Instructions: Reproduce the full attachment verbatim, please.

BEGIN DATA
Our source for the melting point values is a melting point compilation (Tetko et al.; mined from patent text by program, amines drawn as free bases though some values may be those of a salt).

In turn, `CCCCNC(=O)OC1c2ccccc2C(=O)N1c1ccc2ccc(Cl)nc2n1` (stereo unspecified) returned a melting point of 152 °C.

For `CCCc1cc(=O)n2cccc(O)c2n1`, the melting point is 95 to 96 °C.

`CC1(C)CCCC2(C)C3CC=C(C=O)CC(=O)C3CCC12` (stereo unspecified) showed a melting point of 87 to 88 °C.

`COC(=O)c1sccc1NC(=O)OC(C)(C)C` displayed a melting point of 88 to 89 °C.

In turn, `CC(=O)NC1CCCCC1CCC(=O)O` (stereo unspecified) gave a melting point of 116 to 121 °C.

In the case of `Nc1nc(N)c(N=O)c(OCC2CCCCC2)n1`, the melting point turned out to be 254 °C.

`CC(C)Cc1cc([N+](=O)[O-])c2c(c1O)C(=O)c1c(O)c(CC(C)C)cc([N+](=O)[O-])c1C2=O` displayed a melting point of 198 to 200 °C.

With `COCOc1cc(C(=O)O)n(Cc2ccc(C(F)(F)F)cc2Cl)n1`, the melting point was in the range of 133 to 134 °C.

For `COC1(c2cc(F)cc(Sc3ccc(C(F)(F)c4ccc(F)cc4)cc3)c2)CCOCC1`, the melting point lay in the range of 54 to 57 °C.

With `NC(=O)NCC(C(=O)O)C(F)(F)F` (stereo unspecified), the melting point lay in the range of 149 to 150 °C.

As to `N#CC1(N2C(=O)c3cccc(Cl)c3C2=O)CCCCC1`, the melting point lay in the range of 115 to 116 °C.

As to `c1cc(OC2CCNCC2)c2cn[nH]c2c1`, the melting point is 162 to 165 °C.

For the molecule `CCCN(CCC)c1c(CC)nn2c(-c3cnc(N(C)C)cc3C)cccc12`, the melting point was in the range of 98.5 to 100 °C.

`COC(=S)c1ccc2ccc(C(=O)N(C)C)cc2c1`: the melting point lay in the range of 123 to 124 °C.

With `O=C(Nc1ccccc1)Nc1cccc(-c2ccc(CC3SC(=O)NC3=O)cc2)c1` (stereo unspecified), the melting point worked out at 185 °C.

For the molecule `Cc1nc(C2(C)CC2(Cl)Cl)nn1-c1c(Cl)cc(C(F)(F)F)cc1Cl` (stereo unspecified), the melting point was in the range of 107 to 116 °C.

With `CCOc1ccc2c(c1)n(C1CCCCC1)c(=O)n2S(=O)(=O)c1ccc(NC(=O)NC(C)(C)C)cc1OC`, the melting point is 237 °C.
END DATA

Our source for the melting point values is a melting point compilation (Tetko et al.; mined from patent text by program, amines drawn as free bases though some values may be those of a salt).

In turn, `CCCCNC(=O)OC1c2ccccc2C(=O)N1c1ccc2ccc(Cl)nc2n1` (stereo unspecified) returned a melting point of 152 °C.

For `CCCc1cc(=O)n2cccc(O)c2n1`, the melting point is 95 to 96 °C.

`CC1(C)CCCC2(C)C3CC=C(C=O)CC(=O)C3CCC12` (stereo unspecified) showed a melting point of 87 to 88 °C.

`COC(=O)c1sccc1NC(=O)OC(C)(C)C` displayed a melting point of 88 to 89 °C.

In turn, `CC(=O)NC1CCCCC1CCC(=O)O` (stereo unspecified) gave a melting point of 116 to 121 °C.

In the case of `Nc1nc(N)c(N=O)c(OCC2CCCCC2)n1`, the melting point turned out to be 254 °C.

`CC(C)Cc1cc([N+](=O)[O-])c2c(c1O)C(=O)c1c(O)c(CC(C)C)cc([N+](=O)[O-])c1C2=O` displayed a melting point of 198 to 200 °C.

With `COCOc1cc(C(=O)O)n(Cc2ccc(C(F)(F)F)cc2Cl)n1`, the melting point was in the range of 133 to 134 °C.

For `COC1(c2cc(F)cc(Sc3ccc(C(F)(F)c4ccc(F)cc4)cc3)c2)CCOCC1`, the melting point lay in the range of 54 to 57 °C.

With `NC(=O)NCC(C(=O)O)C(F)(F)F` (stereo unspecified), the melting point lay in the range of 149 to 150 °C.

As to `N#CC1(N2C(=O)c3cccc(Cl)c3C2=O)CCCCC1`, the melting point lay in the range of 115 to 116 °C.

As to `c1cc(OC2CCNCC2)c2cn[nH]c2c1`, the melting point is 162 to 165 °C.

For the molecule `CCCN(CCC)c1c(CC)nn2c(-c3cnc(N(C)C)cc3C)cccc12`, the melting point was in the range of 98.5 to 100 °C.

`COC(=S)c1ccc2ccc(C(=O)N(C)C)cc2c1`: the melting point lay in the range of 123 to 124 °C.

With `O=C(Nc1ccccc1)Nc1cccc(-c2ccc(CC3SC(=O)NC3=O)cc2)c1` (stereo unspecified), the melting point worked out at 185 °C.

For the molecule `Cc1nc(C2(C)CC2(Cl)Cl)nn1-c1c(Cl)cc(C(F)(F)F)cc1Cl` (stereo unspecified), the melting point was in the range of 107 to 116 °C.

With `CCOc1ccc2c(c1)n(C1CCCCC1)c(=O)n2S(=O)(=O)c1ccc(NC(=O)NC(C)(C)C)cc1OC`, the melting point is 237 °C.